The Word of the LORD came to Jonah…Go
To the great city of Nineveh and preach
against it…But Jonah ran away from the
LORD and headed for Tarshish.
When I was eight years old, my mother and I bounced around in the top last row of a Greyhound double-decker bus from Michigan to Tennessee. Sliding left and right and jolting up and down for several hundred miles left a lasting impression on my stomach.
However, by day two at my grandparent’s house, my stomach returned to normal, and I was stepping on grandpa’s heels as he went about the business of working the farm. I kept noticing him tearing a piece of a dark substance off a block of something he pocketed in his bib overalls. He would put it in his mouth, chew, spit, and wipe his lips with the back of his hand. It looked good, so I kept asking, “Can I have some?” He continued to reply, “No,” until he became weary of my asking.
Finally, he tore off a small piece and handed it to me with careful instructions to not swallow either the juice or the plug of tobacco. I promised! Unfortunately, without thinking, I swallowed. I turned green. I gagged. I vomited. Grandpa smiled. He knew I would never again ask for a “chaw” of his tobacco. Lesson learned!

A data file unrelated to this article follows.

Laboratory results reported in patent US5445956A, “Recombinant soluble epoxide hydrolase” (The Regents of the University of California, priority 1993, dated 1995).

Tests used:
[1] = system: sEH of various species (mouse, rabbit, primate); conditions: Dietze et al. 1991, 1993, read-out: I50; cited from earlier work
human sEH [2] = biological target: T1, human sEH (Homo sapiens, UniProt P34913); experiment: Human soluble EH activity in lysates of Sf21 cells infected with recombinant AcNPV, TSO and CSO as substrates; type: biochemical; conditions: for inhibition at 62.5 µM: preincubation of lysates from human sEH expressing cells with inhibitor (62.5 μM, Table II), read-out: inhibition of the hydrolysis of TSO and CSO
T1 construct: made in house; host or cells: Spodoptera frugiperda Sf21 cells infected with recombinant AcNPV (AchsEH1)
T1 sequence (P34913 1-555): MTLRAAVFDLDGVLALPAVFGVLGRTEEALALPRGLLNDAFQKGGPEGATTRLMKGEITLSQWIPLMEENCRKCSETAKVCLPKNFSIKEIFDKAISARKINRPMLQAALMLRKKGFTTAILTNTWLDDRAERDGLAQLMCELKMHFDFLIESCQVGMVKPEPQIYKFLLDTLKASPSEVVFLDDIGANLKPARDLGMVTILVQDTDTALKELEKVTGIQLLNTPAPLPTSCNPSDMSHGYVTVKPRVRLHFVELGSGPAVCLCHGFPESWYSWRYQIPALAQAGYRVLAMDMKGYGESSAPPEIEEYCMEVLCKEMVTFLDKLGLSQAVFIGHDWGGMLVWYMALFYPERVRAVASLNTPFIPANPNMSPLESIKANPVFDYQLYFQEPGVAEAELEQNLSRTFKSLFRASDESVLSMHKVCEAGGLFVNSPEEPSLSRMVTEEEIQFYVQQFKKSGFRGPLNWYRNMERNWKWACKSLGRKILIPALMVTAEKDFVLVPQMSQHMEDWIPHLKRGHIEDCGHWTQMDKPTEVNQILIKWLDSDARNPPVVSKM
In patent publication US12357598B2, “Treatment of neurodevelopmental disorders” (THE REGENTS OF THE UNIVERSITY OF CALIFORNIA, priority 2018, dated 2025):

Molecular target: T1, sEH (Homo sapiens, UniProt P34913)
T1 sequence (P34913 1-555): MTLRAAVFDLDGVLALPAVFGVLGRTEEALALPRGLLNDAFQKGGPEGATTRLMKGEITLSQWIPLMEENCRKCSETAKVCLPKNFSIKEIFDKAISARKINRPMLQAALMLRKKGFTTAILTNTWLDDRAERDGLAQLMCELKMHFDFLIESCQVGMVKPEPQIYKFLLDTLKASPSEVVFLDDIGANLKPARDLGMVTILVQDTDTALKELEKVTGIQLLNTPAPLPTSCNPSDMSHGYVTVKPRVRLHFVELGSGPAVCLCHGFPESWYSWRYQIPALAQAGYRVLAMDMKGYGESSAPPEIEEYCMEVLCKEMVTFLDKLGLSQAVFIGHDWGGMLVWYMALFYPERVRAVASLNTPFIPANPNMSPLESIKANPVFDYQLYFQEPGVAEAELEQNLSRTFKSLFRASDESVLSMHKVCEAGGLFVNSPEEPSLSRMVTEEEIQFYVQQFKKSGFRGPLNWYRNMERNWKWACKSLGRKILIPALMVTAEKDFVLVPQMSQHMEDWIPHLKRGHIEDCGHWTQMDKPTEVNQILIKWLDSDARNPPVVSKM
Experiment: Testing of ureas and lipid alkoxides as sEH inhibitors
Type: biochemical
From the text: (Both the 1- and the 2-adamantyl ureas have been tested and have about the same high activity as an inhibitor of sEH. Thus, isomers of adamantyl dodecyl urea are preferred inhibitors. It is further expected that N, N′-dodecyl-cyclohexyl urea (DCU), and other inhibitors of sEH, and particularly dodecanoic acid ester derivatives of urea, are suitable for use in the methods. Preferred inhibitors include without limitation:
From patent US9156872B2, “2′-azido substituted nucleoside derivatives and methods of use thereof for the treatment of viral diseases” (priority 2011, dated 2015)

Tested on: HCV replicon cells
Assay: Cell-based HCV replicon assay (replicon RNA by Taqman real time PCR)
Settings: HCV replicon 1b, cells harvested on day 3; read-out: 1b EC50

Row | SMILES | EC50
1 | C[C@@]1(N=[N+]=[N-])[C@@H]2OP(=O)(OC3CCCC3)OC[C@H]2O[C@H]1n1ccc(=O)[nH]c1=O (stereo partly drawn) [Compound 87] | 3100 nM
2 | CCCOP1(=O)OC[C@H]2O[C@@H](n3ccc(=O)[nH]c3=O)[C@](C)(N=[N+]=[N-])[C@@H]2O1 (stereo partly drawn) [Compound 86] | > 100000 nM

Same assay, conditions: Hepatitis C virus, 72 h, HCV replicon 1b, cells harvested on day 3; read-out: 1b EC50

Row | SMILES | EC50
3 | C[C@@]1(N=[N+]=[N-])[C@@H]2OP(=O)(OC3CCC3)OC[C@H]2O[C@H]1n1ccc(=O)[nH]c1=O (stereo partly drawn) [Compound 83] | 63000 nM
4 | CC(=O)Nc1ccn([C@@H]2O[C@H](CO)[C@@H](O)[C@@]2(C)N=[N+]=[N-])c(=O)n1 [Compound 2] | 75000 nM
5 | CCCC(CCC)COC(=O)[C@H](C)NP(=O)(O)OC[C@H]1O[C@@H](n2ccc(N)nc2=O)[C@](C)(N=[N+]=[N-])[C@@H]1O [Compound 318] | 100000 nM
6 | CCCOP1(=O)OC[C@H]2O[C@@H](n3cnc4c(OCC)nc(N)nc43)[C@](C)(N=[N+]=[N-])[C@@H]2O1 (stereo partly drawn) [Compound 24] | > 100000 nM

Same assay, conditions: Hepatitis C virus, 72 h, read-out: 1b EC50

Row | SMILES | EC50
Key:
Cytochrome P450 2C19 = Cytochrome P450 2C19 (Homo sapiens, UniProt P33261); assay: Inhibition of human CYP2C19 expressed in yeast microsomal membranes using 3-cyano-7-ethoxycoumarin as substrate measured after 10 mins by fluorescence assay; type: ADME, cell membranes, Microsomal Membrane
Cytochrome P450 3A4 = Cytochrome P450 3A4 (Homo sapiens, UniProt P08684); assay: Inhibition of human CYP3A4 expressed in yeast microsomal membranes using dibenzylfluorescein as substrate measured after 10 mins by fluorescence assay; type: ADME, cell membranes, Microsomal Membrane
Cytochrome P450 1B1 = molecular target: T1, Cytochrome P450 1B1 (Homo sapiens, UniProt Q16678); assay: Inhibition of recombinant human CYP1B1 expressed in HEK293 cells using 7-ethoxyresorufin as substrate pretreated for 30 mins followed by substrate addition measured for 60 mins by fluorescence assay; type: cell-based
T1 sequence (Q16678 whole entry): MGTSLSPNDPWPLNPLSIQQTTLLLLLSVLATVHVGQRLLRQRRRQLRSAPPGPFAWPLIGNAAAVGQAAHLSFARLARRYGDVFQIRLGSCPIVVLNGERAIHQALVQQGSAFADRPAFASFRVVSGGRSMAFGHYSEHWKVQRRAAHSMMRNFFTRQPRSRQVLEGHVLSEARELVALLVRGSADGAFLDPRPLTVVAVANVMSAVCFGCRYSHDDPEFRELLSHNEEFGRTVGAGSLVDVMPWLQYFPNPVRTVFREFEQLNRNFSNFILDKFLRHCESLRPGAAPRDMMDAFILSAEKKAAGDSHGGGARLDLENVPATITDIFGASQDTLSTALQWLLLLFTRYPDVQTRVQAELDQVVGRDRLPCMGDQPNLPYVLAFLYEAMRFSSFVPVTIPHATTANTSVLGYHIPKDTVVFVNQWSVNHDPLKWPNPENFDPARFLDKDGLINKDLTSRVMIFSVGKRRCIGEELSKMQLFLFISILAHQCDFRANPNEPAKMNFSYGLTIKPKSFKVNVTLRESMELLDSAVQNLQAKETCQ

Jonah also learned a lesson. God called him to preach to the city of Nineveh “because its wickedness has come up before me.” (Jonah 1:2) Apparently, Jonah did not like what the LORD had to say and chose to run rather than obey. He went to the port of Joppa, paid his fare and boarded a ship bound for Tarshish; according to maps of the then-known world, that was as far as he could go in the opposite direction.
God sent a storm, the crew threw Jonah overboard, a great fish swallowed Jonah, the seas calmed, and after three days in the belly of that great fish and a powerful prayer, Jonah was vomited onto dry ground. Again, the word of the LORD came to Jonah “Go to the great city of Nineveh and proclaim to it the message I give you.” This time, Jonah obeyed! The city repented, God showed compassion, and destruction was averted.
Sometimes we get what we ask for only to find out it is not good for us. Sometimes we run from God. Sometimes our disobedience impacts others. And like my grandfather's "yes" to my request for tobacco, God sometimes allows us to learn the hard way. But God is the God of second chances. There is hope when you run to Him rather than from Him. What is He asking of you?
© Joyce Powell